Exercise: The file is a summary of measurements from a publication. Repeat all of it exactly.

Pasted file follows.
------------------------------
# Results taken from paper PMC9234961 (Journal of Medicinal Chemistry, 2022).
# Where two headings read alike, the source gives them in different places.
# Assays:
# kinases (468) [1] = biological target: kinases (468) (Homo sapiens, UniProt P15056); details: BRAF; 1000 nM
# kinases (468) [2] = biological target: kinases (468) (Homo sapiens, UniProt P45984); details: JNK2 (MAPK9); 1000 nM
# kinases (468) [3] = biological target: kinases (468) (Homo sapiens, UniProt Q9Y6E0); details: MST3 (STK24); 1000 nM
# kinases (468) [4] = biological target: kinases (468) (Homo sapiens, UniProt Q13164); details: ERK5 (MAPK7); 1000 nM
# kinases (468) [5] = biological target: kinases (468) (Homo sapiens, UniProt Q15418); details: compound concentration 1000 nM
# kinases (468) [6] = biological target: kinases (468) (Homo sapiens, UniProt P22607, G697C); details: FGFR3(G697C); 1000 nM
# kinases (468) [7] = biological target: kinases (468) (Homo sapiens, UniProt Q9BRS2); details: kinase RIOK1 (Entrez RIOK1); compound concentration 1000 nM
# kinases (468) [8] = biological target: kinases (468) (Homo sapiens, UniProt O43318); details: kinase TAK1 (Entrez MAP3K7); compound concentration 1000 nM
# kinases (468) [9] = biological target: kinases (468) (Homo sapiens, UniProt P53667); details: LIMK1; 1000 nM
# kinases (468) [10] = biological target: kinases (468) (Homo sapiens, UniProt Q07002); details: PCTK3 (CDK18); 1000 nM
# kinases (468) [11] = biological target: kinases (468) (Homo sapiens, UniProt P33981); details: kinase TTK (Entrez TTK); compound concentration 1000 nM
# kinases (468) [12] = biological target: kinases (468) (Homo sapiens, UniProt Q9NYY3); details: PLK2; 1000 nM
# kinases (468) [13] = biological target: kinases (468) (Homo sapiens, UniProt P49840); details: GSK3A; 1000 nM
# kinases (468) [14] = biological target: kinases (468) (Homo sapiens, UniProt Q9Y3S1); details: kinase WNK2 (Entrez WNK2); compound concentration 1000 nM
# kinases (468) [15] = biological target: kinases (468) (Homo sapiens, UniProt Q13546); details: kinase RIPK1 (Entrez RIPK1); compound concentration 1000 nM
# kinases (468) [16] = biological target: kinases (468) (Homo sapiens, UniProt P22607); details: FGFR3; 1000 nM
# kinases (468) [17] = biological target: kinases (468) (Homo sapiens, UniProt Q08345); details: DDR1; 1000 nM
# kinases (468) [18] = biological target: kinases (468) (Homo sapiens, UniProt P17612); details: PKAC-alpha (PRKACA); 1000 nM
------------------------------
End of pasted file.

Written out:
# Results taken from paper PMC9234961 (Journal of Medicinal Chemistry, 2022).
# Where two headings read alike, the source gives them in different places.
# Assays:
# kinases (468) [1] = biological target: kinases (468) (Homo sapiens, UniProt P15056); details: BRAF; 1000 nM
# kinases (468) [2] = biological target: kinases (468) (Homo sapiens, UniProt P45984); details: JNK2 (MAPK9); 1000 nM
# kinases (468) [3] = biological target: kinases (468) (Homo sapiens, UniProt Q9Y6E0); details: MST3 (STK24); 1000 nM
# kinases (468) [4] = biological target: kinases (468) (Homo sapiens, UniProt Q13164); details: ERK5 (MAPK7); 1000 nM
# kinases (468) [5] = biological target: kinases (468) (Homo sapiens, UniProt Q15418); details: compound concentration 1000 nM
# kinases (468) [6] = biological target: kinases (468) (Homo sapiens, UniProt P22607, G697C); details: FGFR3(G697C); 1000 nM
# kinases (468) [7] = biological target: kinases (468) (Homo sapiens, UniProt Q9BRS2); details: kinase RIOK1 (Entrez RIOK1); compound concentration 1000 nM
# kinases (468) [8] = biological target: kinases (468) (Homo sapiens, UniProt O43318); details: kinase TAK1 (Entrez MAP3K7); compound concentration 1000 nM
# kinases (468) [9] = biological target: kinases (468) (Homo sapiens, UniProt P53667); details: LIMK1; 1000 nM
# kinases (468) [10] = biological target: kinases (468) (Homo sapiens, UniProt Q07002); details: PCTK3 (CDK18); 1000 nM
# kinases (468) [11] = biological target: kinases (468) (Homo sapiens, UniProt P33981); details: kinase TTK (Entrez TTK); compound concentration 1000 nM
# kinases (468) [12] = biological target: kinases (468) (Homo sapiens, UniProt Q9NYY3); details: PLK2; 1000 nM
# kinases (468) [13] = biological target: kinases (468) (Homo sapiens, UniProt P49840); details: GSK3A; 1000 nM
# kinases (468) [14] = biological target: kinases (468) (Homo sapiens, UniProt Q9Y3S1); details: kinase WNK2 (Entrez WNK2); compound concentration 1000 nM
# kinases (468) [15] = biological target: kinases (468) (Homo sapiens, UniProt Q13546); details: kinase RIPK1 (Entrez RIPK1); compound concentration 1000 nM
# kinases (468) [16] = biological target: kinases (468) (Homo sapiens, UniProt P22607); details: FGFR3; 1000 nM
# kinases (468) [17] = biological target: kinases (468) (Homo sapiens, UniProt Q08345); details: DDR1; 1000 nM
# kinases (468) [18] = biological target: kinases (468) (Homo sapiens, UniProt P17612); details: PKAC-alpha (PRKACA); 1000 nM